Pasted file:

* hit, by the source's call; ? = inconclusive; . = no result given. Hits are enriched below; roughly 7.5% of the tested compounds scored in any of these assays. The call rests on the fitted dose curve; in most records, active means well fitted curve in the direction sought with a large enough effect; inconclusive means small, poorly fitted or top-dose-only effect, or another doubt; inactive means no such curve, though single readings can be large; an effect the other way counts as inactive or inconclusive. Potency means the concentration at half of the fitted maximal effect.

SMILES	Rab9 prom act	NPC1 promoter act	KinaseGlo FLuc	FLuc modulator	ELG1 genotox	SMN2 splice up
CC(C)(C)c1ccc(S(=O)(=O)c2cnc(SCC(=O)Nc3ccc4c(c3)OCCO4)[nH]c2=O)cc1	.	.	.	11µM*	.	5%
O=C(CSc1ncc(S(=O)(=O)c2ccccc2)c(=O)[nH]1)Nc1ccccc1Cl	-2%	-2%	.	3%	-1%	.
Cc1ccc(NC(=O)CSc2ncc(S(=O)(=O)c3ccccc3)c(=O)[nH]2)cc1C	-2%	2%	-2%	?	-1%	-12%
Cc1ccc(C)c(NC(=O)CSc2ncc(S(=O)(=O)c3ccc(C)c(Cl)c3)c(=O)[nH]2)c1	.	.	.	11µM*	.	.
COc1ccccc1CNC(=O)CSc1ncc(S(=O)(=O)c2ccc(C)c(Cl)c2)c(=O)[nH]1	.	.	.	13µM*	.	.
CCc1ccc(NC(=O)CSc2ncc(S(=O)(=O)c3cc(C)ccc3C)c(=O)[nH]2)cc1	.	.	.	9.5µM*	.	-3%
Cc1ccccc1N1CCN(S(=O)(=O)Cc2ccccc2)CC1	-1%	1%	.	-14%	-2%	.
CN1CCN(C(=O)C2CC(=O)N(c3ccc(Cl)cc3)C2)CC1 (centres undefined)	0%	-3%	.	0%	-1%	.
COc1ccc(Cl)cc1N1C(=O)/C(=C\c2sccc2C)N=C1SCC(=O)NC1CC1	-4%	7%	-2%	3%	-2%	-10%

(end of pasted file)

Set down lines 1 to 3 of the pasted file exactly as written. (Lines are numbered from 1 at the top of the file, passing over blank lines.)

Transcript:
* hit, by the source's call; ? = inconclusive; . = no result given. Hits are enriched below; roughly 7.5% of the tested compounds scored in any of these assays. The call rests on the fitted dose curve; in most records, active means well fitted curve in the direction sought with a large enough effect; inconclusive means small, poorly fitted or top-dose-only effect, or another doubt; inactive means no such curve, though single readings can be large; an effect the other way counts as inactive or inconclusive. Potency means the concentration at half of the fitted maximal effect.

SMILES	Rab9 prom act	NPC1 promoter act	KinaseGlo FLuc	FLuc modulator	ELG1 genotox	SMN2 splice up
CC(C)(C)c1ccc(S(=O)(=O)c2cnc(SCC(=O)Nc3ccc4c(c3)OCCO4)[nH]c2=O)cc1	.	.	.	11µM*	.	5%